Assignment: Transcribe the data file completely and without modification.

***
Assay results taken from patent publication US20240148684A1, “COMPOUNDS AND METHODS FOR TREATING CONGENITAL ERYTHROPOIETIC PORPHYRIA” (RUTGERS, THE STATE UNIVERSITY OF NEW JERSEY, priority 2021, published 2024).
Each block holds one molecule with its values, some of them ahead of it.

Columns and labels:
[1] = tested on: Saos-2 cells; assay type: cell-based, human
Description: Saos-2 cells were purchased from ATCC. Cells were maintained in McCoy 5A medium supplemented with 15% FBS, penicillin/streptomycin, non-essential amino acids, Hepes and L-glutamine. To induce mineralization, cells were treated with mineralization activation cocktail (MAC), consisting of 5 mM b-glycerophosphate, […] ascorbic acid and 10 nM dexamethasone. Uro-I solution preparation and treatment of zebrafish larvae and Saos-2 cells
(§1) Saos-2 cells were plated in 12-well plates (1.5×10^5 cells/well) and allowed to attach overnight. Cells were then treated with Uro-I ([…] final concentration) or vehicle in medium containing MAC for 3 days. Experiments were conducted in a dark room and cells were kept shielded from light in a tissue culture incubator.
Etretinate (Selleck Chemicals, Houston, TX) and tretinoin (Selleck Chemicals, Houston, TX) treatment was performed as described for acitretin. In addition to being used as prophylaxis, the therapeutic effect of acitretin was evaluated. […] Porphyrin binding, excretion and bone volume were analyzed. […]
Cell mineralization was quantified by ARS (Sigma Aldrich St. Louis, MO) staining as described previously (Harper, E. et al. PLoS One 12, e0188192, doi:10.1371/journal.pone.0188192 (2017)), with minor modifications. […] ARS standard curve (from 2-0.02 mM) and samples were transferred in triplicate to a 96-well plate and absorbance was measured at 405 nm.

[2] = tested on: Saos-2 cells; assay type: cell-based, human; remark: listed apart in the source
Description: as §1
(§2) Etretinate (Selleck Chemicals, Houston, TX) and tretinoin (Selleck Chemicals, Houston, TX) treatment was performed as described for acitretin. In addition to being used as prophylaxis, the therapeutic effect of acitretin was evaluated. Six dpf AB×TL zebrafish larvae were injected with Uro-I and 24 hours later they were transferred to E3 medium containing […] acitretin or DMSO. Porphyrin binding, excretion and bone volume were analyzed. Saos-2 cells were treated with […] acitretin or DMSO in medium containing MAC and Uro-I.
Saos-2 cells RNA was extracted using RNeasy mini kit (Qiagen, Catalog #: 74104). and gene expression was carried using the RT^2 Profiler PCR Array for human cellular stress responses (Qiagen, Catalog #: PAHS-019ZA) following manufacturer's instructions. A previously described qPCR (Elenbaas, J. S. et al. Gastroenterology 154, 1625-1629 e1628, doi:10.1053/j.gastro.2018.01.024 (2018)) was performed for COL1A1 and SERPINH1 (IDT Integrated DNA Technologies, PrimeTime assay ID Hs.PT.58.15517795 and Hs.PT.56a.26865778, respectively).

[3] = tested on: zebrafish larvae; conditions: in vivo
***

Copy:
Assay results taken from patent publication US20240148684A1, “COMPOUNDS AND METHODS FOR TREATING CONGENITAL ERYTHROPOIETIC PORPHYRIA” (RUTGERS, THE STATE UNIVERSITY OF NEW JERSEY, priority 2021, published 2024).
Each block holds one molecule with its values, some of them ahead of it.

Columns and labels:
[1] = tested on: Saos-2 cells; assay type: cell-based, human
Description: Saos-2 cells were purchased from ATCC. Cells were maintained in McCoy 5A medium supplemented with 15% FBS, penicillin/streptomycin, non-essential amino acids, Hepes and L-glutamine. To induce mineralization, cells were treated with mineralization activation cocktail (MAC), consisting of 5 mM b-glycerophosphate, […] ascorbic acid and 10 nM dexamethasone. Uro-I solution preparation and treatment of zebrafish larvae and Saos-2 cells
(§1) Saos-2 cells were plated in 12-well plates (1.5×10^5 cells/well) and allowed to attach overnight. Cells were then treated with Uro-I ([…] final concentration) or vehicle in medium containing MAC for 3 days. Experiments were conducted in a dark room and cells were kept shielded from light in a tissue culture incubator.
Etretinate (Selleck Chemicals, Houston, TX) and tretinoin (Selleck Chemicals, Houston, TX) treatment was performed as described for acitretin. In addition to being used as prophylaxis, the therapeutic effect of acitretin was evaluated. […] Porphyrin binding, excretion and bone volume were analyzed. […]
Cell mineralization was quantified by ARS (Sigma Aldrich St. Louis, MO) staining as described previously (Harper, E. et al. PLoS One 12, e0188192, doi:10.1371/journal.pone.0188192 (2017)), with minor modifications. […] ARS standard curve (from 2-0.02 mM) and samples were transferred in triplicate to a 96-well plate and absorbance was measured at 405 nm.

[2] = tested on: Saos-2 cells; assay type: cell-based, human; remark: listed apart in the source
Description: as §1
(§2) Etretinate (Selleck Chemicals, Houston, TX) and tretinoin (Selleck Chemicals, Houston, TX) treatment was performed as described for acitretin. In addition to being used as prophylaxis, the therapeutic effect of acitretin was evaluated. Six dpf AB×TL zebrafish larvae were injected with Uro-I and 24 hours later they were transferred to E3 medium containing […] acitretin or DMSO. Porphyrin binding, excretion and bone volume were analyzed. Saos-2 cells were treated with […] acitretin or DMSO in medium containing MAC and Uro-I.
Saos-2 cells RNA was extracted using RNeasy mini kit (Qiagen, Catalog #: 74104). and gene expression was carried using the RT^2 Profiler PCR Array for human cellular stress responses (Qiagen, Catalog #: PAHS-019ZA) following manufacturer's instructions. A previously described qPCR (Elenbaas, J. S. et al. Gastroenterology 154, 1625-1629 e1628, doi:10.1053/j.gastro.2018.01.024 (2018)) was performed for COL1A1 and SERPINH1 (IDT Integrated DNA Technologies, PrimeTime assay ID Hs.PT.58.15517795 and Hs.PT.56a.26865778, respectively).

[3] = tested on: zebrafish larvae; conditions: in vivo